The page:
Rittenhouse Self-Defense Argument Bolstered By Judge's Decision

AP Photo/Nam Y. Huh, Pool

Next Monday, Illinois teen Kyle Rittenhouse is scheduled to go on trial for the deaths of Joseph Rosenbaum and Anthony Huber along with the wounding of Gaige Grosskreutz last August as riots and looting were erupting across Kenosha, Wisconsin. Rittenhouse’s defense got a big boost this week when the judge overseeing the case ruled that, while prosecutors cannot refer to the three men shot by Rittenhouse as “victims” because it could be prejudicial to the jury, defense attorneys can describe the trio as rioters and looters.


Circuit Judge Bruce Schroeder cautioned the defense team against using pejorative terms during opening statements, but he said they could use them in their closing arguments if the evidence suggested the men engaged in criminal acts.

“He can demonize them if he wants, if he thinks it will win points with the jury,” Schroeder said.

In another ruling that could help Rittenhouse’s legal team make the case that their client was acting in self-defense, Judge Schroeder weighed in on what the jury will be allowed to hear about police interactions with Rittenhouse before the shootings took place. Once again, Assistant District Attorney Thomas Binger wasn’t happy with the judge’s decision.

Schroeder also rejected the prosecution’s request to block any evidence that local law enforcement provided water to vigilantes the night of the shooting and thanked them for their presence. In video taken before Rittenhouse fired his gun, officers in an armored vehicle tossed bottles of water to him and other armed civilians who were clearly violating the city’s 8 p.m. curfew.

One officer can be heard on the recording expressing his gratitude to the group.

“We appreciate you guys,” the officer said. “We really do.”

“I’m concerned this is going to be turned into a trial over what law enforcement should or shouldn’t have done that night,” Binger said. “And I don’t think that’s what this court or this trial should be deciding.”

In opting to allow the evidence, Schroeder said he wouldn’t permit the defense to argue the encouraging words reflected the police department’s overall opinion. It could, however, help explain Rittenhouse’s mindset that night.

“I would not let it be used to prove that the entire police presence on that evening appreciated Mr. Rittenhouse’s behavior or his presence,” he said. “Relevance is another matter.”


Keep in mind that despite the media circus, when Kyle Rittenhouse walks into the courtroom next week he will be considered innocent. It’s up to the prosecutors to prove beyond a reasonable doubt over the course of the trial that Rittenhouse was not acting in self-defense, not the other way around.

I’ve felt since the beginning that was going to be a high bar for prosecutors, given the video evidence that has come to light so far, which clearly shows Rittenhouse was walking down the street when Rosenbaum began chasing him, eventually attracting a larger crowd which tailed along.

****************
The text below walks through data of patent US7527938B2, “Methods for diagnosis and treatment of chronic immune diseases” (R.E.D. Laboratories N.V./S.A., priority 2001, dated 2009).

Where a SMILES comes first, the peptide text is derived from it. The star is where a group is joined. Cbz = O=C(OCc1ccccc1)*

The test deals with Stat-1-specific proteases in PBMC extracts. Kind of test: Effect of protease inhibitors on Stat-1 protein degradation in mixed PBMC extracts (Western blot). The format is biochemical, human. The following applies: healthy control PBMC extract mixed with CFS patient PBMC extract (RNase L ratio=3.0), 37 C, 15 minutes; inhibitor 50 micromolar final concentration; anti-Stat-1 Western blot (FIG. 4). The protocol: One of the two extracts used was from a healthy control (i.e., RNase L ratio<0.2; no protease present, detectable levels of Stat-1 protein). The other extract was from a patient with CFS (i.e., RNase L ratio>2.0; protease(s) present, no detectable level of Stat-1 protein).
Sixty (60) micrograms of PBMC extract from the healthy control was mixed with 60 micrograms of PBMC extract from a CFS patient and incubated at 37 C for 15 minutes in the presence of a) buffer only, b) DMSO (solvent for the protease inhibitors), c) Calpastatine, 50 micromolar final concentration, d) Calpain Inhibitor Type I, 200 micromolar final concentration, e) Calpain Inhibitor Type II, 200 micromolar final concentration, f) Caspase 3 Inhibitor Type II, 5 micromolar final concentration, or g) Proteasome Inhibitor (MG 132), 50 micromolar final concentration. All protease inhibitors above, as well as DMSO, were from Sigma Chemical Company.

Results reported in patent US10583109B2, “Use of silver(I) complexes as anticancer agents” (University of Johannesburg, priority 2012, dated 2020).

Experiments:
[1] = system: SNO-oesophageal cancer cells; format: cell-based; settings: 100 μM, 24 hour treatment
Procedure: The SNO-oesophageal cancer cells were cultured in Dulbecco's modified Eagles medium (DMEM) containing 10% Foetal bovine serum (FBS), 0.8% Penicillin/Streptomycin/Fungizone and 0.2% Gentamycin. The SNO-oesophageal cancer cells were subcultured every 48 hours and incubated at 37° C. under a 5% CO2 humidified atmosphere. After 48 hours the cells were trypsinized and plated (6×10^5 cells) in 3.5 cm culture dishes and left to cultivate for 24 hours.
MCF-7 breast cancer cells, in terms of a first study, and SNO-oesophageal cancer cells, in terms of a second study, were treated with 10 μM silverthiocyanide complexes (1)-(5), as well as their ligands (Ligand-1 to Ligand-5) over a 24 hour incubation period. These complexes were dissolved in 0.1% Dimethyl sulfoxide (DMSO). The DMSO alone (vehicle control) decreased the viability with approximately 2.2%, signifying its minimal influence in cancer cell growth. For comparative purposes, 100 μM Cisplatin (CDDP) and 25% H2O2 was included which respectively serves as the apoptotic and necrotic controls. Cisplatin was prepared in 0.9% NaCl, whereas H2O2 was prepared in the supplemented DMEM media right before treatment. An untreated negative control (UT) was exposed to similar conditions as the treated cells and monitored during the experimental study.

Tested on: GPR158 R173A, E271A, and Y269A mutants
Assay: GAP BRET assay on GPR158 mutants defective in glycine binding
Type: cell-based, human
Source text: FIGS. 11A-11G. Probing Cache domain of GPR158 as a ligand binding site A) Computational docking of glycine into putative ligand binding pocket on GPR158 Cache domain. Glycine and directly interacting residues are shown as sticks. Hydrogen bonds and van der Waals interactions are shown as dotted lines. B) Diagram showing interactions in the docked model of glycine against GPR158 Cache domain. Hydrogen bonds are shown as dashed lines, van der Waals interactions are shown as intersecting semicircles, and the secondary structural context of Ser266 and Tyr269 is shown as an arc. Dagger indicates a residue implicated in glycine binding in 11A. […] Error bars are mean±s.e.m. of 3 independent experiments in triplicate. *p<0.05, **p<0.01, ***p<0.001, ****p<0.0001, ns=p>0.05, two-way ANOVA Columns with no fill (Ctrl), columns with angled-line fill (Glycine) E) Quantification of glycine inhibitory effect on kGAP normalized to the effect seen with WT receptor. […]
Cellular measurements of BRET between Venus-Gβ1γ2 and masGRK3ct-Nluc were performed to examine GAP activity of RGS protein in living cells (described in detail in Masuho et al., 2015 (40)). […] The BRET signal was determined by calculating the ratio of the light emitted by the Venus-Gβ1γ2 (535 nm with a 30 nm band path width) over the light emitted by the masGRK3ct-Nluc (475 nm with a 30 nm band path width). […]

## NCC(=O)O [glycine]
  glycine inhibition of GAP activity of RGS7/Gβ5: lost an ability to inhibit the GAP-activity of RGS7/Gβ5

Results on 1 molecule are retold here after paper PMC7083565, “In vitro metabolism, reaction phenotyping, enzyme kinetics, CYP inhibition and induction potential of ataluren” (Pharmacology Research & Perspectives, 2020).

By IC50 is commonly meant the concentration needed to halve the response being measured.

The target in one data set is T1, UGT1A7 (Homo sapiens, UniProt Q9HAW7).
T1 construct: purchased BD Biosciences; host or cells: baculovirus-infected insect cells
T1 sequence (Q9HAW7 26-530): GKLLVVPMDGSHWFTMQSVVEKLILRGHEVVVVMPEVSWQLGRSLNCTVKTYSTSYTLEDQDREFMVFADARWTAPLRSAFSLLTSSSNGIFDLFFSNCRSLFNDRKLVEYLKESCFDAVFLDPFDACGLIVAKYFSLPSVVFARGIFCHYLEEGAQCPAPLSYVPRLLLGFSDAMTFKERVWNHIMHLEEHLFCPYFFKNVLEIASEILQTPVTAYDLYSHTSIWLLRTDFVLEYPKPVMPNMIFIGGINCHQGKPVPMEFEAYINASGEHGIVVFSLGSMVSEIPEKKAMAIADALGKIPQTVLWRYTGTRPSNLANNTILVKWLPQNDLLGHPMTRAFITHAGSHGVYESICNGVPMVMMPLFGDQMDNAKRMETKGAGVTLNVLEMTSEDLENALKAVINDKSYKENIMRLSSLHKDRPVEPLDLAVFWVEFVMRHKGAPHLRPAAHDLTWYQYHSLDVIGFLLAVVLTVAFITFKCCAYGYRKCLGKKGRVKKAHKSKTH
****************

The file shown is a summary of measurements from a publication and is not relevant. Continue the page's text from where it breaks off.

While Mr. Rittenhouse is being pursued by the group, an unknown gunman fires into the air, though it’s unclear why. The weapon’s muzzle flash appears in footage filmed at the scene.

Mr. Rittenhouse turns toward the sound of gunfire as another pursuer lunges toward him from the same direction. Mr. Rittenhouse then fires four times, and appears to shoot the man in the head.

Rittenhouse is being chased by a mob, and hears the sound of a gunshot fired close behind him. As he turns, Rosenbaum reaches for his rifle. Only then does Rittenhouse fire.

Was Rittenhouse the aggressor in this case? It doesn’t look like it to me. Was Rittenhouse in fear for his life at that point? Well, he was being chased by an angry mob, and someone had just fired a shot. I don’t think it’s unreasonable to believe that in those moments Rittenhouse was afraid that he was at risk of great bodily harm or even death if the crowd got ahold of him. The same is true for the shooting of Huber, who actually assaulted Rittenhouse with a skateboard before he was shot. Rittenhouse’s wounding of Gaige Grosskreutz could be the most difficult to defend, but use-of-force expert John Black has provided pre-trial testimony supporting Rittenhouse’s actions.


Bystander video showed that after Rittenhouse shot Rosenbaum, he ran down the street. At one point he stumbled and a man came out of the crowd and kicked him in the face, Black said. Rittenhouse fired at that man but missed.

A moment later Huber hit Rittenhouse in the neck with a skateboard and tried to grab Rittenhouse’s rifle, prompting Rittenhouse to shoot him, Black said. Grosskreutz approached with his hands raised in an “I surrender” motion but he had a handgun in his right hand. He backed up before he stepped forward and lowered the pistol. Rittenhouse then shot him in the arm.

Black said Rittenhouse maintained control of his rifle throughout and didn’t just spray the crowd randomly with bullets.

While I’ve developed my own opinions of the Rittenhouse case,  I’m also willing to keep an open mind as we hear additional testimony and evidence over the next few weeks. For now, though, I continue to believe that Rittenhouse’s self-defense argument is strong one and it’s going to be extremely difficult for prosecutors to prove beyond a reasonable doubt that Rittenhouse was not acting to protect his life when he pulled the trigger.

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